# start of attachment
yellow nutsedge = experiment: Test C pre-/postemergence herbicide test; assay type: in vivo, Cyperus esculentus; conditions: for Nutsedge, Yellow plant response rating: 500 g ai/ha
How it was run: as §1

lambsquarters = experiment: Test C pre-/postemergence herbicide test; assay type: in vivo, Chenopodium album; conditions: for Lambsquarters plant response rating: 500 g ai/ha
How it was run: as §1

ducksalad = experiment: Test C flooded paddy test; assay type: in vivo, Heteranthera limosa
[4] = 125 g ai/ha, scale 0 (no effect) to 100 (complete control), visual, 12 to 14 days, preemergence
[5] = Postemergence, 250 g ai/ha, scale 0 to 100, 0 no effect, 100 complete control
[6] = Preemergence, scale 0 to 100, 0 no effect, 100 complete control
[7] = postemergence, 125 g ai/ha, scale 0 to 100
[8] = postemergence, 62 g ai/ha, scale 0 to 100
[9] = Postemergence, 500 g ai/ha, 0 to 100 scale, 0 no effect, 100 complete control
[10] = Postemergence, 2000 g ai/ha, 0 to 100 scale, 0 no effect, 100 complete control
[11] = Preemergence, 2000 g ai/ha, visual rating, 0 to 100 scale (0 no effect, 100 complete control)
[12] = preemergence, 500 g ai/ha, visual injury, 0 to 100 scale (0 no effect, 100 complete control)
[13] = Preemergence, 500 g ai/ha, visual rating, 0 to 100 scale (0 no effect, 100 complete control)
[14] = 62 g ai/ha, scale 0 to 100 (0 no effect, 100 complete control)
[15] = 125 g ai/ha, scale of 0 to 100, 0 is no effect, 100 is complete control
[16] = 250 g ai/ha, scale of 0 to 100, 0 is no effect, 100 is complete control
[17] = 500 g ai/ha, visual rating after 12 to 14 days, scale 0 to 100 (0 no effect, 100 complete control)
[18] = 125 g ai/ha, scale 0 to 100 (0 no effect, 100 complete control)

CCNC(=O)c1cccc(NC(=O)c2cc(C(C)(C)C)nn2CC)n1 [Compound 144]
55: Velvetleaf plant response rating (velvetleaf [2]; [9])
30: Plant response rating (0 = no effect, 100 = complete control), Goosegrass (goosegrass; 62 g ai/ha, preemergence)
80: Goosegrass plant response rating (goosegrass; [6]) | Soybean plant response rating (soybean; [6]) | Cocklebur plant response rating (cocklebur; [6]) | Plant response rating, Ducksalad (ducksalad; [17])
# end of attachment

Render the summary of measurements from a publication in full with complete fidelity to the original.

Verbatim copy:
yellow nutsedge = experiment: Test C pre-/postemergence herbicide test; assay type: in vivo, Cyperus esculentus; conditions: for Nutsedge, Yellow plant response rating: 500 g ai/ha
How it was run: as §1

lambsquarters = experiment: Test C pre-/postemergence herbicide test; assay type: in vivo, Chenopodium album; conditions: for Lambsquarters plant response rating: 500 g ai/ha
How it was run: as §1

ducksalad = experiment: Test C flooded paddy test; assay type: in vivo, Heteranthera limosa
[4] = 125 g ai/ha, scale 0 (no effect) to 100 (complete control), visual, 12 to 14 days, preemergence
[5] = Postemergence, 250 g ai/ha, scale 0 to 100, 0 no effect, 100 complete control
[6] = Preemergence, scale 0 to 100, 0 no effect, 100 complete control
[7] = postemergence, 125 g ai/ha, scale 0 to 100
[8] = postemergence, 62 g ai/ha, scale 0 to 100
[9] = Postemergence, 500 g ai/ha, 0 to 100 scale, 0 no effect, 100 complete control
[10] = Postemergence, 2000 g ai/ha, 0 to 100 scale, 0 no effect, 100 complete control
[11] = Preemergence, 2000 g ai/ha, visual rating, 0 to 100 scale (0 no effect, 100 complete control)
[12] = preemergence, 500 g ai/ha, visual injury, 0 to 100 scale (0 no effect, 100 complete control)
[13] = Preemergence, 500 g ai/ha, visual rating, 0 to 100 scale (0 no effect, 100 complete control)
[14] = 62 g ai/ha, scale 0 to 100 (0 no effect, 100 complete control)
[15] = 125 g ai/ha, scale of 0 to 100, 0 is no effect, 100 is complete control
[16] = 250 g ai/ha, scale of 0 to 100, 0 is no effect, 100 is complete control
[17] = 500 g ai/ha, visual rating after 12 to 14 days, scale 0 to 100 (0 no effect, 100 complete control)
[18] = 125 g ai/ha, scale 0 to 100 (0 no effect, 100 complete control)

CCNC(=O)c1cccc(NC(=O)c2cc(C(C)(C)C)nn2CC)n1 [Compound 144]
55: Velvetleaf plant response rating (velvetleaf [2]; [9])
30: Plant response rating (0 = no effect, 100 = complete control), Goosegrass (goosegrass; 62 g ai/ha, preemergence)
80: Goosegrass plant response rating (goosegrass; [6]) | Soybean plant response rating (soybean; [6]) | Cocklebur plant response rating (cocklebur; [6]) | Plant response rating, Ducksalad (ducksalad; [17])